• Sandy Hook Elementary School Shooting

    Residents greet each other before the start of an interfaith vigil for the victims of the Sandy Hook Elementary School shooting on Sunday, Dec. 16, 2012, at Newtown High School in Newtown, Conn. A gunman walked into the school Friday and opened fire, killing 26 people, including 20 children. President Barack Obama is to scheduled to speak at the event. (AP Photo/ Evan Vucci)

  • Sandy Hook Elementary School Shooting

    Residents greet each other before the start of an interfaith vigil for the victims of the Sandy Hook Elementary School shooting on Sunday, Dec. 16, 2012, at Newtown High School in Newtown, Conn. A gunman walked into the elementary school Friday and opened fire, killing 26 people, including 20 children. President Barack Obama is scheduled to speak during the vigil. (AP Photo/ Evan Vucci)

  • Sandy Hook Elementary School Shooting

    This image provided by the family shows Grace McDonnell posing for a portrait in this family photo taken Aug. 18, 2012. Grace McDonnell was killed Friday, Dec. 14, 2012, when a gunman opened fire at Sandy Hook Elementary School in Newtown, Conn., killing 26 children and adults at the school. (AP Photo/Courtesy of the McDonnell Family)

  • Sandy Hook Elementary School Shooting

    This Nov. 18, 2012 photo provided by John Engel shows Olivia Engel, 6, in Danbury, Conn. Olivia Engel, was killed Friday, Dec. 14, 2012, when a gunman opened fire at Sandy Hook Elementary School, in Newtown, Conn., killing 26 children and adults at the school. (AP Photo/Engel Family, Tim Nosezo)

  • Emilie Alice Parker

    This 2012 photo provided by the family shows Emilie Alice Parker. Parker was killed Friday, Dec. 14, 2012, when a gunman opened fire at Sandy Hook elementary school in Newtown, Conn., killing 26 children and adults at the school. (AP Photo/Courtesy of the Parker Family)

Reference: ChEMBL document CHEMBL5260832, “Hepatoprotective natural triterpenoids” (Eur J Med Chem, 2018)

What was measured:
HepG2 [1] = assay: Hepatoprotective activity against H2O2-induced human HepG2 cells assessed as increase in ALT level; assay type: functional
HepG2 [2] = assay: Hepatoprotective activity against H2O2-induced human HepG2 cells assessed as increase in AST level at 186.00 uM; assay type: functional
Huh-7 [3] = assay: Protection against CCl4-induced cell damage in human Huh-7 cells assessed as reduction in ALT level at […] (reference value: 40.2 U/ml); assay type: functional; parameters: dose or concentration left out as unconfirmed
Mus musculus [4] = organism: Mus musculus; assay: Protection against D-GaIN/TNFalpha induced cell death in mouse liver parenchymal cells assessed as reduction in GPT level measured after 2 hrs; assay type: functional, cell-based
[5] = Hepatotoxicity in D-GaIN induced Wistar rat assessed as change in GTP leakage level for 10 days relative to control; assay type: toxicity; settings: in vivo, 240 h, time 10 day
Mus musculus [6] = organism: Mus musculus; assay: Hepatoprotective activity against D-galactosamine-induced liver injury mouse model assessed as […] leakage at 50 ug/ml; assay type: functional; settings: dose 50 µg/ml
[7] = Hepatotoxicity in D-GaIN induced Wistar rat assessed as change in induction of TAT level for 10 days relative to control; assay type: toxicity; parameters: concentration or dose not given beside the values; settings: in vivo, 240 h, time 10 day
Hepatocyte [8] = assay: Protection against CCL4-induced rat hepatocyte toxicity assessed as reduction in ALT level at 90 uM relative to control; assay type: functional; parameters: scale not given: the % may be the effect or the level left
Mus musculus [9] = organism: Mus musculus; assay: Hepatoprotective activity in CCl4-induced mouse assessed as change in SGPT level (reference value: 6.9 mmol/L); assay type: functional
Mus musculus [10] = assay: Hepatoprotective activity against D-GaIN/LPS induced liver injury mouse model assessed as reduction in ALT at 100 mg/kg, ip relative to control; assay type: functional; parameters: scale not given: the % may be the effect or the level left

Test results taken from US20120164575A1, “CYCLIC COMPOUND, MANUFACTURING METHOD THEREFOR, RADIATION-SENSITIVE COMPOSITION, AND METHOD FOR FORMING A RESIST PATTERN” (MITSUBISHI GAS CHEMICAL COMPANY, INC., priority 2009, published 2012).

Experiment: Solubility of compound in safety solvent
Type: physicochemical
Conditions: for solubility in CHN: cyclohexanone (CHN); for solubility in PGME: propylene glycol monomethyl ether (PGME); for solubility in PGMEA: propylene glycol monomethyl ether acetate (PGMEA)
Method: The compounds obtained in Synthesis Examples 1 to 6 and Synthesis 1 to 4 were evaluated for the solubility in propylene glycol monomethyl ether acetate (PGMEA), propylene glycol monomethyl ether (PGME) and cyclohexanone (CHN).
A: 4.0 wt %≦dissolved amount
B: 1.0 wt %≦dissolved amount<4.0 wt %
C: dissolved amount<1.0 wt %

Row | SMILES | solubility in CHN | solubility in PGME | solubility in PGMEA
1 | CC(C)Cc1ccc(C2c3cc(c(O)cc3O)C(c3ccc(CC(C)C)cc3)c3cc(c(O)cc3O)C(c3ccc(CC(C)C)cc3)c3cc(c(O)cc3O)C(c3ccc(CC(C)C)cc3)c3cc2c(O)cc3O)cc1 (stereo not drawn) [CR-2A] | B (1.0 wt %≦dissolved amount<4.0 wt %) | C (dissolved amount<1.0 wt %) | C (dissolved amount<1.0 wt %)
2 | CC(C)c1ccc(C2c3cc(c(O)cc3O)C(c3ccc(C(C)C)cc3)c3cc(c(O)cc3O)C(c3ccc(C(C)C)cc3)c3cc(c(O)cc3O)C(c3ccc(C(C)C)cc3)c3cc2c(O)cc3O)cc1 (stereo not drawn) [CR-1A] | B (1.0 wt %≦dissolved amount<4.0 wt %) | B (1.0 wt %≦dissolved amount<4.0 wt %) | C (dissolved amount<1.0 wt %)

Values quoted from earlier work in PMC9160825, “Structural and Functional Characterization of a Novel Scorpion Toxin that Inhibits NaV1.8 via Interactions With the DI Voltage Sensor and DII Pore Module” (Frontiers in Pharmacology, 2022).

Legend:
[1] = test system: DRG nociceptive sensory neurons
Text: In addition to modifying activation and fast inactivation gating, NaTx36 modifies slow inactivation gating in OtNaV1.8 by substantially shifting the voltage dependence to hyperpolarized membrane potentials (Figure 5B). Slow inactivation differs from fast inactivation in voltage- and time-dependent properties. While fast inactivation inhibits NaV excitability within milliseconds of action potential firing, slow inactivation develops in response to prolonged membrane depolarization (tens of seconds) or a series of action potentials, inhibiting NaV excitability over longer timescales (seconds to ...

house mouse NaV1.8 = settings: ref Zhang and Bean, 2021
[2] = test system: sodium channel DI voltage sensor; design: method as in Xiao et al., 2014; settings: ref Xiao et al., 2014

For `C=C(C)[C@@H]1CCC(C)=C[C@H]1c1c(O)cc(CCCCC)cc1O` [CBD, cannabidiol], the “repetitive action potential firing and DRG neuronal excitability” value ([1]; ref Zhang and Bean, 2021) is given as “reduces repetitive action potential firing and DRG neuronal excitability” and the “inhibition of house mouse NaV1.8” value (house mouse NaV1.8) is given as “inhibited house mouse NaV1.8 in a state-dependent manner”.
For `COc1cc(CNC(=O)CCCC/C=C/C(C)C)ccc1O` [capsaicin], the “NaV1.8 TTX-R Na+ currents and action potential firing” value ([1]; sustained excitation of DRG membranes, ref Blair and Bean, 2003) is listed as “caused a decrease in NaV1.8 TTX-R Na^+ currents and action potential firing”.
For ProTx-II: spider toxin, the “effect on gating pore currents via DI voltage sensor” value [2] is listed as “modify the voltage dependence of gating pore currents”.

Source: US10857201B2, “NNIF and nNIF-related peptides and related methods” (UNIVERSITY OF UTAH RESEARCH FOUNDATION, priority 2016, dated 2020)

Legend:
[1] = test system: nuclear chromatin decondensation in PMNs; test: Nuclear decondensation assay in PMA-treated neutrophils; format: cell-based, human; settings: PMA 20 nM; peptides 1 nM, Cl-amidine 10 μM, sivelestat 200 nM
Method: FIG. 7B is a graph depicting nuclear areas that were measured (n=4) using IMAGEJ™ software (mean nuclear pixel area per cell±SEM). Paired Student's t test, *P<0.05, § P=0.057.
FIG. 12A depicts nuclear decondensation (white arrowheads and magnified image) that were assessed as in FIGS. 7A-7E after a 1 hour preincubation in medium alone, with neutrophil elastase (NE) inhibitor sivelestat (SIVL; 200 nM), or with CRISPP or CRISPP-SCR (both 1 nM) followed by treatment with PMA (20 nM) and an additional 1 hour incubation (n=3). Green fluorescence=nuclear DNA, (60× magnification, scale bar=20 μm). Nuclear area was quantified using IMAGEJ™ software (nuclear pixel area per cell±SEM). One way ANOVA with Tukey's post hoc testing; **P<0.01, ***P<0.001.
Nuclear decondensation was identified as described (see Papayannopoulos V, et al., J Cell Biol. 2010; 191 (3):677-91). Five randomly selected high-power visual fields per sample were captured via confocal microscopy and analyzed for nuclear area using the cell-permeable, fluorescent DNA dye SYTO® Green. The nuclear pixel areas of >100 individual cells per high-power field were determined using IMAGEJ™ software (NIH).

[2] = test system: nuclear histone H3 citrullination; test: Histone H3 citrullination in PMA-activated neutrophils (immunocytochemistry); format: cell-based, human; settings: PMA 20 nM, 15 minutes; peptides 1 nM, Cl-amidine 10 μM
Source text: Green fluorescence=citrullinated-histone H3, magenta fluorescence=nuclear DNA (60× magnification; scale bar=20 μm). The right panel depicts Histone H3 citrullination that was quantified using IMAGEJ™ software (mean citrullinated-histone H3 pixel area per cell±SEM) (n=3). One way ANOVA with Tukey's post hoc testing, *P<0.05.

• Noah Pozner

    This Nov. 13, 2012 photo provided by the family via The Washington Post shows Noah Pozner. The six-year-old was one of the victims in the Sandy Hook elementary school shooting in Newtown, Conn. on Dec. 14, 2012. (AP Photo/Family Photo)

  • Sandy Hook Elementary School Shooting

    This handout image provided by ABC News, shows Nancy J. Lanza mother of suspected mass shooter Adam Lanza at an unspecified time and place. Twenty six people were shot dead, including twenty children, after a gunman identified as Adam Lanza opened fire at Sandy Hook Elementary School. Lanza also reportedly had committed suicide at the scene. A 28th person, believed to be Nancy Lanza was found dead in a house in town, was also believed to have been shot by Adam Lanza. (Family of Nancy Lanza / ABC News / Getty Images)

  • Sandy Hook Elementary School Shooting

    <a href="http://www.huffingtonpost.com/huff-wires/20121215/us-school-shooting-victims/?utm_hp_ref=homepage&ir=homepage">Lauren Rousseau, 30,</a> had started a job as a full-time teacher at Sandy Hook Elementary School this fall. She was killed in the Dec. 14 shooting at the school.

  • Sandy Hook Elementary School Shooting

    School psychologist Mary Sherlach, 56, was killed during an attempt to stop gunman Adam Lanza during the Dec. 14 mass shooting at Sandy Hook Elementary School in Newtown, Conn. <a href="http://www.huffingtonpost.com/huff-wires/20121215/us-school-shooting-victims/?utm_hp_ref=homepage&ir=homepage">Sherlach and school principal Dawn Hochsprung</a> reportedly both lunged at Lanza in an attempt to protect the school's students and teachers. Both Sherlach and Hochsprung were killed.